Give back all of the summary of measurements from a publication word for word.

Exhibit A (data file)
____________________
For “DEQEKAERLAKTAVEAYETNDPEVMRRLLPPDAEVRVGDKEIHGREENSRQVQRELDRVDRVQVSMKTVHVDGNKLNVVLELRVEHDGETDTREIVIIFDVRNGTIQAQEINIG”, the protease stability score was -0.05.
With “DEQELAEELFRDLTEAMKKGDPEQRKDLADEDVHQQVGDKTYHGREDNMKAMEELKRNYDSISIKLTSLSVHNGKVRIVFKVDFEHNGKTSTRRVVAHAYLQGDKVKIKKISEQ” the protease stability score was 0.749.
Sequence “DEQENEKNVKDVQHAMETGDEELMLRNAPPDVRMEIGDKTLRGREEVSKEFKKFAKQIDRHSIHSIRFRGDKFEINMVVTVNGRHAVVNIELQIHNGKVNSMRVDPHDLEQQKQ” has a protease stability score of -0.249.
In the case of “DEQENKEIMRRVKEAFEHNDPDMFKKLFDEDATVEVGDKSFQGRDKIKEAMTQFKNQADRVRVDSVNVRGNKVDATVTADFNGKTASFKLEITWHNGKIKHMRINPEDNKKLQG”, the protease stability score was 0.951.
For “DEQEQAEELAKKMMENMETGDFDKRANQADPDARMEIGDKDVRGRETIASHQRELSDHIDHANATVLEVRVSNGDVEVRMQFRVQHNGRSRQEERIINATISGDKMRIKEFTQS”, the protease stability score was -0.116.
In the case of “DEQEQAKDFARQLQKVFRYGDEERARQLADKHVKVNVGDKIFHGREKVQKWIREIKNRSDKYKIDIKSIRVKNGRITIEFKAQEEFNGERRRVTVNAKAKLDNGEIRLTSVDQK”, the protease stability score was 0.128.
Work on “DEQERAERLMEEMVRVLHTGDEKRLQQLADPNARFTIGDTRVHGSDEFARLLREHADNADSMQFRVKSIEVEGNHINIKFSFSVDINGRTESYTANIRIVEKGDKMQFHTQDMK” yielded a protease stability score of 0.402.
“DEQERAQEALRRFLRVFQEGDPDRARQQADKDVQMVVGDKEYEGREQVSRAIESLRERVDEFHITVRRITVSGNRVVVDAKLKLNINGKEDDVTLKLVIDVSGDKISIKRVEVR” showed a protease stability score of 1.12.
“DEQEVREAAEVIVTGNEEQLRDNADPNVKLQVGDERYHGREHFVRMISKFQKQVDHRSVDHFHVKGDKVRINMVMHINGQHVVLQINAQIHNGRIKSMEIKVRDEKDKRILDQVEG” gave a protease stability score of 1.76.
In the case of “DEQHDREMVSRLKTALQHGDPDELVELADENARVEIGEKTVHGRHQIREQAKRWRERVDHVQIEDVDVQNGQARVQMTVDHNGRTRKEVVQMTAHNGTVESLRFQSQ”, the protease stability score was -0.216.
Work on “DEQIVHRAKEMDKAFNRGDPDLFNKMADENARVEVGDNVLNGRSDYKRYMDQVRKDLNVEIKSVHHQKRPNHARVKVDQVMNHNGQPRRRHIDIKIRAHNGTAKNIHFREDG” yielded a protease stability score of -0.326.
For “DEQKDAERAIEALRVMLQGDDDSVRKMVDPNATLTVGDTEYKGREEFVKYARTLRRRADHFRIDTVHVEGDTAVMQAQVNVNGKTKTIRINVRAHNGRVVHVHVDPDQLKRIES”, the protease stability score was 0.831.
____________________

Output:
For “DEQEKAERLAKTAVEAYETNDPEVMRRLLPPDAEVRVGDKEIHGREENSRQVQRELDRVDRVQVSMKTVHVDGNKLNVVLELRVEHDGETDTREIVIIFDVRNGTIQAQEINIG”, the protease stability score was -0.05.
With “DEQELAEELFRDLTEAMKKGDPEQRKDLADEDVHQQVGDKTYHGREDNMKAMEELKRNYDSISIKLTSLSVHNGKVRIVFKVDFEHNGKTSTRRVVAHAYLQGDKVKIKKISEQ” the protease stability score was 0.749.
Sequence “DEQENEKNVKDVQHAMETGDEELMLRNAPPDVRMEIGDKTLRGREEVSKEFKKFAKQIDRHSIHSIRFRGDKFEINMVVTVNGRHAVVNIELQIHNGKVNSMRVDPHDLEQQKQ” has a protease stability score of -0.249.
In the case of “DEQENKEIMRRVKEAFEHNDPDMFKKLFDEDATVEVGDKSFQGRDKIKEAMTQFKNQADRVRVDSVNVRGNKVDATVTADFNGKTASFKLEITWHNGKIKHMRINPEDNKKLQG”, the protease stability score was 0.951.
For “DEQEQAEELAKKMMENMETGDFDKRANQADPDARMEIGDKDVRGRETIASHQRELSDHIDHANATVLEVRVSNGDVEVRMQFRVQHNGRSRQEERIINATISGDKMRIKEFTQS”, the protease stability score was -0.116.
In the case of “DEQEQAKDFARQLQKVFRYGDEERARQLADKHVKVNVGDKIFHGREKVQKWIREIKNRSDKYKIDIKSIRVKNGRITIEFKAQEEFNGERRRVTVNAKAKLDNGEIRLTSVDQK”, the protease stability score was 0.128.
Work on “DEQERAERLMEEMVRVLHTGDEKRLQQLADPNARFTIGDTRVHGSDEFARLLREHADNADSMQFRVKSIEVEGNHINIKFSFSVDINGRTESYTANIRIVEKGDKMQFHTQDMK” yielded a protease stability score of 0.402.
“DEQERAQEALRRFLRVFQEGDPDRARQQADKDVQMVVGDKEYEGREQVSRAIESLRERVDEFHITVRRITVSGNRVVVDAKLKLNINGKEDDVTLKLVIDVSGDKISIKRVEVR” showed a protease stability score of 1.12.
“DEQEVREAAEVIVTGNEEQLRDNADPNVKLQVGDERYHGREHFVRMISKFQKQVDHRSVDHFHVKGDKVRINMVMHINGQHVVLQINAQIHNGRIKSMEIKVRDEKDKRILDQVEG” gave a protease stability score of 1.76.
In the case of “DEQHDREMVSRLKTALQHGDPDELVELADENARVEIGEKTVHGRHQIREQAKRWRERVDHVQIEDVDVQNGQARVQMTVDHNGRTRKEVVQMTAHNGTVESLRFQSQ”, the protease stability score was -0.216.
Work on “DEQIVHRAKEMDKAFNRGDPDLFNKMADENARVEVGDNVLNGRSDYKRYMDQVRKDLNVEIKSVHHQKRPNHARVKVDQVMNHNGQPRRRHIDIKIRAHNGTAKNIHFREDG” yielded a protease stability score of -0.326.
For “DEQKDAERAIEALRVMLQGDDDSVRKMVDPNATLTVGDTEYKGREEFVKYARTLRRRADHFRIDTVHVEGDTAVMQAQVNVNGKTKTIRINVRAHNGRVVHVHVDPDQLKRIES”, the protease stability score was 0.831.